Boonsboro in Washington County, Maryland — The American Northeast (Mid-Atlantic)
— Antietam Campaign 1862 —
The two armies revisited this valley in 1863 during the Confederate retreat after the Battle of Gettysburg. They sparred across Washington County, July 5-14, fighting at Boonsboro, Funkstown, and Hagerstown.
Erected by Maryland Civil War Trails
Topics and series. This historical marker monument is listed in these topic lists: Communications • War, US Civil. In addition, it is included in the Maryland Civil War Trails series list.
Location. 39° 30.879′ N, 77° 39.453′ W. Marker is in Boonsboro, Maryland, in Washington County. Marker is on North Main Street / Old National Road (Alternate U.S. 40), on the right when traveling south. Marker is in Northwest corner of the Boonsboro Historical Park. Touch for map. Marker is in this post office area: Boonsboro MD 21713, United States of America. Touch for directions.
Other nearby markers. At least 8 other markers are within walking distance of this marker. Town of Boonsboro (within shouting distance of this marker); Korean War Memorial (approx. 0.3 miles away); World Wars I & II Memorial (approx. 0.3 miles away); Vietnam Memorial (approx. 0.3 miles away); Boonsboro (approx. 0.4 miles away); Stonewall Jackson's Way (approx. 0.4 miles away); The National Road (approx. 0.4 miles away); Gettysburg Campaign (approx. 0.4 miles away). Touch for a list and map of all markers in Boonsboro.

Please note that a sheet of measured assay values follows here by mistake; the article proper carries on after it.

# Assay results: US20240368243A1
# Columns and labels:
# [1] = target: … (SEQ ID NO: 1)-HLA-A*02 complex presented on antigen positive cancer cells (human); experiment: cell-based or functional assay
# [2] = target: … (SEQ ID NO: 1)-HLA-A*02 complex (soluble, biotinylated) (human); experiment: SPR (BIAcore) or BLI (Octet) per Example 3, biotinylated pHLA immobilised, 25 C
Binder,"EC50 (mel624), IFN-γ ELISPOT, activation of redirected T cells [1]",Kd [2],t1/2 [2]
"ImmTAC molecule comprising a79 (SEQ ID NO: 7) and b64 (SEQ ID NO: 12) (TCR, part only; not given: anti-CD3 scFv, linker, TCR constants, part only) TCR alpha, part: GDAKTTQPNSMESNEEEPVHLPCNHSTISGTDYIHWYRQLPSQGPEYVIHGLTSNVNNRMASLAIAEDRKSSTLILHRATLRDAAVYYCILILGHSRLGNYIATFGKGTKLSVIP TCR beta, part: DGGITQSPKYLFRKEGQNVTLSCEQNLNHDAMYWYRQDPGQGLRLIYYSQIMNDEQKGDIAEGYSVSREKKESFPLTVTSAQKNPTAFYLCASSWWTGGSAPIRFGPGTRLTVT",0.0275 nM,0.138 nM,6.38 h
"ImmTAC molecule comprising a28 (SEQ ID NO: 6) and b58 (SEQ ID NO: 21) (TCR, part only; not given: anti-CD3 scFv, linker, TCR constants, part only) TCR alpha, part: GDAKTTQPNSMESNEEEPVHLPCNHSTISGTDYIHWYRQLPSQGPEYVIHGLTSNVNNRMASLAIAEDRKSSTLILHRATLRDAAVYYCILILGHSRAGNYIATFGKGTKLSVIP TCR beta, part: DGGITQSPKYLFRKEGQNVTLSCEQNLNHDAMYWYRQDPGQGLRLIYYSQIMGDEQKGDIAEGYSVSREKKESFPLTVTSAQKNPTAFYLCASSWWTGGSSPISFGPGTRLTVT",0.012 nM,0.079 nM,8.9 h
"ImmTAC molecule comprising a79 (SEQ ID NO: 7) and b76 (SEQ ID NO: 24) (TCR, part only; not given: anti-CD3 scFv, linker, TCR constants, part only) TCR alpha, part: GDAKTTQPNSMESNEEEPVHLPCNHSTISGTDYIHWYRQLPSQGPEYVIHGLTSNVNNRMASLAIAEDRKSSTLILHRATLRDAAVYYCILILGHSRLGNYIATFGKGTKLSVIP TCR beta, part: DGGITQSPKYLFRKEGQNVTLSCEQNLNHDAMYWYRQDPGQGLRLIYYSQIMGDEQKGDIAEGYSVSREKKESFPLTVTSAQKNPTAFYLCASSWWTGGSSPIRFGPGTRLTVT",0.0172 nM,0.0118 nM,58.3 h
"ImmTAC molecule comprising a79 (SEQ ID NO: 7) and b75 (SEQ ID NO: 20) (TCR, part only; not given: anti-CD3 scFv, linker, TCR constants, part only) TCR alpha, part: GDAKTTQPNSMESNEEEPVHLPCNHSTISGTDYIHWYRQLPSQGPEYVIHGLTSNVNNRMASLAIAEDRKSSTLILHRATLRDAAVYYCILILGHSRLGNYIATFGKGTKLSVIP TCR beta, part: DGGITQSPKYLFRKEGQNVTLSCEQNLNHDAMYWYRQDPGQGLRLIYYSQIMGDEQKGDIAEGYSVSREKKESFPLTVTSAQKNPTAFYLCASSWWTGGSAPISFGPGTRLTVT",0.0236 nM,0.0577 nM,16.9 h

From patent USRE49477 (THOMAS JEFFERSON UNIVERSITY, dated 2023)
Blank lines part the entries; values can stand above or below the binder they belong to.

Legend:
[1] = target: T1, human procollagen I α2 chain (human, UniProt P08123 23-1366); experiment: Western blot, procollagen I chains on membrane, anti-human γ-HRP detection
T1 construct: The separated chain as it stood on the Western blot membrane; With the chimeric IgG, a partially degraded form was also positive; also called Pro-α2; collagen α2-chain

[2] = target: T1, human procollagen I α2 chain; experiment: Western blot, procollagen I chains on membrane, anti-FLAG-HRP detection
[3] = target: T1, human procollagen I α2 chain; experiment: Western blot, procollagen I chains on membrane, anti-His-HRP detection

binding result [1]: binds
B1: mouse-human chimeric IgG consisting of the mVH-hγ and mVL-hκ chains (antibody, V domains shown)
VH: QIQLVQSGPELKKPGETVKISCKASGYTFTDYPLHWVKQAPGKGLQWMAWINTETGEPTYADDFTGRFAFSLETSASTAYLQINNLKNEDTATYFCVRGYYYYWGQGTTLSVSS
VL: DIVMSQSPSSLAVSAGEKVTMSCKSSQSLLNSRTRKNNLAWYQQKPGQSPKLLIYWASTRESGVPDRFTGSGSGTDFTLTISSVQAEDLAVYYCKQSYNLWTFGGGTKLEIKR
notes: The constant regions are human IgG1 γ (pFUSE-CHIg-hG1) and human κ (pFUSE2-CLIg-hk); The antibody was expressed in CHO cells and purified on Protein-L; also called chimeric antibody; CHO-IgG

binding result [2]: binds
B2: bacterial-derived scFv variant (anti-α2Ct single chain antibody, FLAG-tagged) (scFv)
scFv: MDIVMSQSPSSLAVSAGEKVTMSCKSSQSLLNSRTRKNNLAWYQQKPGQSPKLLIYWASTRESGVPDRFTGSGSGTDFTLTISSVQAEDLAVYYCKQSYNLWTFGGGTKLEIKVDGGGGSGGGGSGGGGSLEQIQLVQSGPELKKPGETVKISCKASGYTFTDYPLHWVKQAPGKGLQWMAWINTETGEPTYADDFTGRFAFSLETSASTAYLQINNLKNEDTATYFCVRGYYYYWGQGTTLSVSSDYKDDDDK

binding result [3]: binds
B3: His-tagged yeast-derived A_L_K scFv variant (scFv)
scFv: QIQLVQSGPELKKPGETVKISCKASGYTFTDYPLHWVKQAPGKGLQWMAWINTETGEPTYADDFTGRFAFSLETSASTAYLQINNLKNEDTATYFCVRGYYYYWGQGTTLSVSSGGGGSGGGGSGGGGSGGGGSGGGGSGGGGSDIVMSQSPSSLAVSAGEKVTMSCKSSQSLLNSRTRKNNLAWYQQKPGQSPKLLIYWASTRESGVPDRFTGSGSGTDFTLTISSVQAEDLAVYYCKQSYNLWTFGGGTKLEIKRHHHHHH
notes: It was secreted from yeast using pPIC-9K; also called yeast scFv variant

More about this monument. The marker also displays a 19th Century picture of the monument.
Regarding Washington Monument. The Washington Monument mentioned on the marker can be seen in the distance on South Mountain.
Credits. This page was last revised on June 16, 2016. It was originally submitted on June 15, 2007, by Craig Swain of Leesburg, Virginia. This page has been viewed 2,521 times since then and 58 times this year. Photos: 1, 2, 3. submitted on June 15, 2007, by Craig Swain of Leesburg, Virginia. 4. submitted on April 30, 2010. 5, 6, 7, 8. submitted on August 9, 2015, by Brandon Fletcher of Chattanooga, Tennessee. • J. J. Prats was the editor who published this page.